By Beth Shaughnessy, MD, PhD
As the deadline approached for this blog, I found myself preparing to go to Las Vegas for a conference, my mind numb with encroaching burnout. I knew the signs—chronic fatigue, growing apathy, lack of alertness, decreased ability to organize and be efficient. I trained in the era of no restrictions on work hours; hospitals used residents to fill in the gaps when they lacked personnel in transportation and phlebotomy, especially at charity hospitals. Burnout used to be a state of being back then, but it didn’t have a label.
I love what I do. But I face intermittent burnout from being in a field that mandates high volume to meet the RVUs benchmark—breast surgery. This is usually manageable, but randomly cases may pile up as patients return from neoadjuvant chemotherapy and I must mesh these women into the operative schedule with the new ones referred and the emergency ones. There is a modicum of randomness to the referral intensity, although I can rely on certain times of the year to be more intense. This relative randomness of work intensity creates an intermittent discord in the general flow of our lives.
We can get so focused on providing the needed care to our patients that we begin to lose track of caring for ourselves. I just want to sleep; I calculate the years to retirement. I realized I was in a funk based on my husband’s behavior relative to discussions with him, or relative to my lack of discussion—I have come to recognize the disgruntled interaction from him, reflecting back on my own behavior. I guess the signs were there at the office as well.
Recognizing the situation is half the battle. Immediately, I start to examine my surroundings and my practice to reduce and simplify. In my homelife, what events can be canceled or missed? I make sure that I incorporate those activities from which I derive pleasure and renewal.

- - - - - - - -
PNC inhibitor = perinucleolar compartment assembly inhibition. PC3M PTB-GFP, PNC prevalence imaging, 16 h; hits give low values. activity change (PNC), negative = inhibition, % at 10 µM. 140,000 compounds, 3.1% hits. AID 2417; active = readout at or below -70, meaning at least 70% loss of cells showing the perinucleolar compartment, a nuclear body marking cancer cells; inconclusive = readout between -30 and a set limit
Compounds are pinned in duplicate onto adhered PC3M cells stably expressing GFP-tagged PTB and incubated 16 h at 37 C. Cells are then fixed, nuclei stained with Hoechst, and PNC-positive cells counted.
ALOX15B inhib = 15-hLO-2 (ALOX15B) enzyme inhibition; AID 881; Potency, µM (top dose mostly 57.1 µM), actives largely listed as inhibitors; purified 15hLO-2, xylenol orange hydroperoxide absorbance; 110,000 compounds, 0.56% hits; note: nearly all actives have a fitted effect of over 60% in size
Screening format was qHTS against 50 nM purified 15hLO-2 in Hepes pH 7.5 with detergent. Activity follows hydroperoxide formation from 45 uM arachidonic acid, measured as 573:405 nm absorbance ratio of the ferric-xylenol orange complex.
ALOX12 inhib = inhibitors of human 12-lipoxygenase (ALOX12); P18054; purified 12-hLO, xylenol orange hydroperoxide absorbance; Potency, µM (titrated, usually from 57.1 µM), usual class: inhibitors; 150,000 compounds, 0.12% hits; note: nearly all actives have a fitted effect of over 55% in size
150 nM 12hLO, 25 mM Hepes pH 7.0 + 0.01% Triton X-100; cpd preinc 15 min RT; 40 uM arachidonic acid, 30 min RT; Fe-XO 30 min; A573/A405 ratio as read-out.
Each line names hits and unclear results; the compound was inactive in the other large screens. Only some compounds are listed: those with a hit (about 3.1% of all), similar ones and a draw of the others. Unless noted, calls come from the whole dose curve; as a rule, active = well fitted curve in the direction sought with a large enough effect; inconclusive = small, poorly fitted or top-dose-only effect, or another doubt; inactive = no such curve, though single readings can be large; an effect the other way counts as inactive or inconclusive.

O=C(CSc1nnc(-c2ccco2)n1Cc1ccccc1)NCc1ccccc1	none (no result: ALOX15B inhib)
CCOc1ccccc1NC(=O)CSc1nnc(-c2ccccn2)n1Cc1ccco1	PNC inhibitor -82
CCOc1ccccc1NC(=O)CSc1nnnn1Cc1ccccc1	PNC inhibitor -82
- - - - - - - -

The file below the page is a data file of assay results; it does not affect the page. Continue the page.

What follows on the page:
In my past life, I used to do Pilates in preparation for the dance season in high school and college. It was an easy choice to join a mat Pilates class following pregnancy, restoring so much energy and social interaction! And that morphed into yoga, which I still actively practice 17 years later.
Over the long run, I have learned from my husband and my son. When planning travel for a conference, I reacquaint myself with friends who live there, or friends that are going to the conference. Arrange for a dinner or an event to share stories, in order to remind yourself to enjoy your life. If it is a city I know well, maybe I will arrive a half day or full day before, order to reacquaint myself with the city and what it has to offer. Take the meeting in Las Vegas, for instance. I arranged for a hot stone massage—my favorite—and participated in a yoga class. Serendipitously, I met another AWS surgeon whom I follow on Twitter before yoga began. Little things like seeking out an art museum or strolling along a quaint shopping district (when there is time) can make my day.
Ultimately, do not forget to be kind to yourself and to those who are significant to you. Plan that special vacation to get away, shift gears, see the world from a different perspective! You will return, relaxed and refreshed, ready to tackle what the day may bring. So stop and catch your breath, recognize the signs and step back for a moment. It will make it so much easier to step forward.
Beth Shaughnessy, MD, PhD is a professor of surgery at the University of Cincinnati. She was born and raised in the Chicago area, spending her undergraduate years at the University of Illinois at Urbana-Champaign, and returning to the University of Illinois at Chicago for medical school and graduate studies. She completed residency at the University of Illinois Hospital and Clinics, with rotations at Cook County Hospital, the West Side VA Medical Center, and Michael Reese Medical Center. Dr. Shaughnessy also completed a fellowship in surgical oncology at the City of Hope National Medical Center. She enjos academic projects and writing, in addition to singing in a choir (first soprano), gardening, practicing yoga, and riding her bike, & being a wife and mother.
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With my sisters in County Kerry, Ireland.
With the family in Petra, Jordan